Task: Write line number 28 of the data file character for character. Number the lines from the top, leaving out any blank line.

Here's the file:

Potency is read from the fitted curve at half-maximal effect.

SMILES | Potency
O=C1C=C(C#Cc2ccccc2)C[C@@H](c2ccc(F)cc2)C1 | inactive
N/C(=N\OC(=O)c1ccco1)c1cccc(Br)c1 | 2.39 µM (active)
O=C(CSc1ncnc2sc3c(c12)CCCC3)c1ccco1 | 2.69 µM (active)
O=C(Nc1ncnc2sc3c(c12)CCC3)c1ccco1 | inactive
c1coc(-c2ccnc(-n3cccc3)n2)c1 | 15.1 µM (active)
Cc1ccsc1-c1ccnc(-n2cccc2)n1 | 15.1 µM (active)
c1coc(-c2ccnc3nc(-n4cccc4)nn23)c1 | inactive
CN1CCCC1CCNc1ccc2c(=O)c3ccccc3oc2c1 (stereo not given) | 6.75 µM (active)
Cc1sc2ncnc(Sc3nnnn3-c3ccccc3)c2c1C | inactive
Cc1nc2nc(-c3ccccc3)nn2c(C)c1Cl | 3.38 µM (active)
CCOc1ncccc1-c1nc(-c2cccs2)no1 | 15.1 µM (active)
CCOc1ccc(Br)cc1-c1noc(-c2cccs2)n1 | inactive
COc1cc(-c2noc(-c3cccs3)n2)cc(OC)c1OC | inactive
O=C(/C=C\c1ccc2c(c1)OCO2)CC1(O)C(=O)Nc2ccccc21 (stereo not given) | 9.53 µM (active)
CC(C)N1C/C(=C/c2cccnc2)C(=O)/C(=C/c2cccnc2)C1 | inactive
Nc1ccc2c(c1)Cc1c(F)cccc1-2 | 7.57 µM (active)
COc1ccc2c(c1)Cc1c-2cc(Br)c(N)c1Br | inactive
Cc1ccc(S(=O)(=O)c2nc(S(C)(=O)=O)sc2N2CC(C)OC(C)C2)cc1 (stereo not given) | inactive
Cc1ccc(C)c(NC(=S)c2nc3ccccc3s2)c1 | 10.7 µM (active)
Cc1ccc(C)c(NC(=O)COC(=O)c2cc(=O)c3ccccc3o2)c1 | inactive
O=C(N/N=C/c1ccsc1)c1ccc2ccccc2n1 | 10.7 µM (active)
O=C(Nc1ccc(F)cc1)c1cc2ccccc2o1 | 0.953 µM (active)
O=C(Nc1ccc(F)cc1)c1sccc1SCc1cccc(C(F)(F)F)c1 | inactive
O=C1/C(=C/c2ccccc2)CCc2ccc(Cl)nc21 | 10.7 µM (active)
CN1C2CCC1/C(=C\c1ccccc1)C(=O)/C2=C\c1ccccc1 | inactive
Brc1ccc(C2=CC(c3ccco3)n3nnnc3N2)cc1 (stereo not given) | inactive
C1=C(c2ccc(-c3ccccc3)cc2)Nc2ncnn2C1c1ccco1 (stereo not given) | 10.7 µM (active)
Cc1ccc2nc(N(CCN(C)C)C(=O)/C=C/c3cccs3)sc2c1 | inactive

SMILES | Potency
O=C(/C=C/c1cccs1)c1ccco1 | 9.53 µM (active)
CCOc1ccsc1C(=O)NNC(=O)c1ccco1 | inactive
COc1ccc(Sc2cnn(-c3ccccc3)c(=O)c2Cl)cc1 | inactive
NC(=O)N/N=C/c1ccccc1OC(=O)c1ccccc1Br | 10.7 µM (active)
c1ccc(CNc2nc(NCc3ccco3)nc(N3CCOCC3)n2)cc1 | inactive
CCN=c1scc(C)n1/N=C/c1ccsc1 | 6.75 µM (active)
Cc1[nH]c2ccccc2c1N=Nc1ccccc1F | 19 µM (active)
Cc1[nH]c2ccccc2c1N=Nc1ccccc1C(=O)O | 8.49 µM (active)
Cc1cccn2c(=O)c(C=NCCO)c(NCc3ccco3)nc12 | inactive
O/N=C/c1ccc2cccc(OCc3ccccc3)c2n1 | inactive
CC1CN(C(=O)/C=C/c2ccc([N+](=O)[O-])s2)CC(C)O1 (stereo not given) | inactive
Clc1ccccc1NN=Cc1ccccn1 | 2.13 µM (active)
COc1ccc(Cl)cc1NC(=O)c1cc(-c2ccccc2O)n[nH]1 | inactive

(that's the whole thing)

Brc1ccc(C2=CC(c3ccco3)n3nnnc3N2)cc1 (stereo not given) | inactive